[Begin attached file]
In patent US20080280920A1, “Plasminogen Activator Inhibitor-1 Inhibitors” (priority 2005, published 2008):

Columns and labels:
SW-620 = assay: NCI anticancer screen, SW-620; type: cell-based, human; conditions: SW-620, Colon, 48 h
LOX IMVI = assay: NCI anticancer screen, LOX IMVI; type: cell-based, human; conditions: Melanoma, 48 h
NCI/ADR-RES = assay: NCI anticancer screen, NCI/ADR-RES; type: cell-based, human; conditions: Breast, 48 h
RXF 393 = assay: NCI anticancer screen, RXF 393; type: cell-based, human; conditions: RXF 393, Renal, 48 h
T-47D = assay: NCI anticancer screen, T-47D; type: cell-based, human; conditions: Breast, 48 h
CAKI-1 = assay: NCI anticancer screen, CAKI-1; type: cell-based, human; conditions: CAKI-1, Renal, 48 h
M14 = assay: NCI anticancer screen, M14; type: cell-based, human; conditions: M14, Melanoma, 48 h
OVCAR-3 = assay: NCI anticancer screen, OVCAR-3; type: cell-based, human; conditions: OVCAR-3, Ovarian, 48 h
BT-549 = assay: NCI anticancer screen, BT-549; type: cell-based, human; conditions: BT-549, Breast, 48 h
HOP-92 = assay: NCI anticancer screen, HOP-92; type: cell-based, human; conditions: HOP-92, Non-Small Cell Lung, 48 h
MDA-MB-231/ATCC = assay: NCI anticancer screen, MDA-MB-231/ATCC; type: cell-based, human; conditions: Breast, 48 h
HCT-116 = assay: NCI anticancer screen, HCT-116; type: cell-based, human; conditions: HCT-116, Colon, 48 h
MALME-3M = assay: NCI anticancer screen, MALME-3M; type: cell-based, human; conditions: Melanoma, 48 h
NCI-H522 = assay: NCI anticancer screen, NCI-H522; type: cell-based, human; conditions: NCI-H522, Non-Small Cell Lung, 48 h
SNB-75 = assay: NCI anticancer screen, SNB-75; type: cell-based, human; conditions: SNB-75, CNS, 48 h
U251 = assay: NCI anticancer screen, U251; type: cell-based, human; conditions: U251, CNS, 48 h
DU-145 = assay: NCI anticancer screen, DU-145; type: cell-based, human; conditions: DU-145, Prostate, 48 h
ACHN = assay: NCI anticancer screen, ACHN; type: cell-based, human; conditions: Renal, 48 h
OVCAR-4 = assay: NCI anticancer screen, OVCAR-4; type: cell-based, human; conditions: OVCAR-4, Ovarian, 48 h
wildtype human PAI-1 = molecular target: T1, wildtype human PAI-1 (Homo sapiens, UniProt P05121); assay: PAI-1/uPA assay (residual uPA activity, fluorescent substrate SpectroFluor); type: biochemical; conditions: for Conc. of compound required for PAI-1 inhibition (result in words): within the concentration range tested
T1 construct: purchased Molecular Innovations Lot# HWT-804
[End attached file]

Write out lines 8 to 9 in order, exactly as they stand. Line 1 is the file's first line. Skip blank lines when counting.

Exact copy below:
CAKI-1 = assay: NCI anticancer screen, CAKI-1; type: cell-based, human; conditions: CAKI-1, Renal, 48 h
M14 = assay: NCI anticancer screen, M14; type: cell-based, human; conditions: M14, Melanoma, 48 h